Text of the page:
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Scouts return from Finland

A number of Scouts from the 21st Oshawa troupe spent part of their summer in Finland for the Roihu Finnjamboree, an annual gathering of more than 15,000 scouts from around the world.

A number of Scouts from the 21st Oshawa troupe spent part of their summer in Finland for the Roihu Finnjamboree, an annual gathering of more than 15,000 scouts from around the world.

By Graeme McNaughton/The Oshawa Express

With students returning to class now, many will be sharing the fun times they had over the summer break. Some may share tales of a local summer camp, while others may have gone to the cottage with their family, and others got to enjoy sleeping in and playing outside.

However, a few Oshawa students will be able to tell the tale of going to one of the largest gatherings of Scouts in the world.

A group of Oshawa Scouts spent part of their summer in Finland to attend the Roihu Finnjamboree, an annual gathering of more than 15,000 Scouts from around the world.

Learning that members of the 21st Oshawa troupe had the opportunity to head across the Atlantic was exciting news for the young Scouts.

“I was so excited I didn’t sleep that night,” says Michael Field, a Scout who “can’t remember not being in Scouting.”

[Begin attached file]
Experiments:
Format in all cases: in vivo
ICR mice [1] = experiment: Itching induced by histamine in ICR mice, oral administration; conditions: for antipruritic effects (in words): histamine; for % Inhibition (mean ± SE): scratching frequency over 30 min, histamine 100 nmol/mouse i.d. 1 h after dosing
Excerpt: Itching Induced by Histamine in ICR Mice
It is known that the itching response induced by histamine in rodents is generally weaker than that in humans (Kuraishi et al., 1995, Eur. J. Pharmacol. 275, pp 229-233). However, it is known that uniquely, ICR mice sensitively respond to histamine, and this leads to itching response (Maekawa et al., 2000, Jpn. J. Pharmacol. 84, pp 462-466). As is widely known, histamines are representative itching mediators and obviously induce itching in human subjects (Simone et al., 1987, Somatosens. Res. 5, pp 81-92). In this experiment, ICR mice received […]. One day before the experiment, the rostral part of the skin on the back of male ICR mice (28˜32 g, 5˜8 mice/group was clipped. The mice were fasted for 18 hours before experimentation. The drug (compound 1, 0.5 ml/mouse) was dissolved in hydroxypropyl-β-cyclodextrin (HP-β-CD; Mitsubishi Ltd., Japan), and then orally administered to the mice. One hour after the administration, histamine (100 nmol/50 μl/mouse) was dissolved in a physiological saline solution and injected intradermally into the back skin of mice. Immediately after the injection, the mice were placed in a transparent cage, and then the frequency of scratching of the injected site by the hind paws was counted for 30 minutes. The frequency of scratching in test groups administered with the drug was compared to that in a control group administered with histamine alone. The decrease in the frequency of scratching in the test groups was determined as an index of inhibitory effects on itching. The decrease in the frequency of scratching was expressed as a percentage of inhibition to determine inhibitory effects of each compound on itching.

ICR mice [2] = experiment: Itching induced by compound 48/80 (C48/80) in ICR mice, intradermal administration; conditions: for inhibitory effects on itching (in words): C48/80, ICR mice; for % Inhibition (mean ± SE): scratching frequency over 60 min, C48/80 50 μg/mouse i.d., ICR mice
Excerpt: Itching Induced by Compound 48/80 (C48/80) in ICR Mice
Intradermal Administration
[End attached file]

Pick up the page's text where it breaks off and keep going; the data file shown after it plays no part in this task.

“I couldn’t sleep for like a month. Then I had to get myself unexcited about the trip because I wasn’t sleeping.”

“I was ecstatic. It really sounded like a great opportunity and I got really hyped,” adds Ben Lines.

Ahead of the jamboree, the Scouts got the chance to explore Northern Europe, hopping on board a cruise ship to see the sights in Finland, as well as other countries such as Russia and Estonia.

“We had Scouts from those countries come and give us a tour,” says Madeline O’Neil, who got into Scouts after growing disinterested with Girl Guides.

“We got to stop in some shops and eat in different places in the country. That was fun.”

At the camp, the Scouts were no slouches – they were kept busy.

“I had to do some volunteer work,” says Alex Pham, who is a Venturer Scout, a program for Scouts between 14 and 17 years old that teaches more advanced skills for both outdoor adventures and their futures as adults.

“I helped run the activities for the younger Scouts and also I had a 24-hour hike off the camp site with other international Scouts, so that was great.”

“For us regular Scouts, we did a few team-building activities at the camp. We did a bunch of different things,” adds Lines.

“We built things, we put together stuff. Some of the activities were really neat and we got to experience the culture.”

Other activities at the camp included obstacle courses, visiting a petting zoo, boating and more.

Now back in Canada and back to school, the Scouts agreed that they learned a lot on the trip – and it was more than just scouting skills.

“The news only shows the bad things that happen in other countries, but you get the wrong impression,” Lines says.

“When you go to these countries, you get to interact with them and see that they’re not all what they’re cut out to be. A lot of these people are very nice, funny and kind. They’re all of these different things.”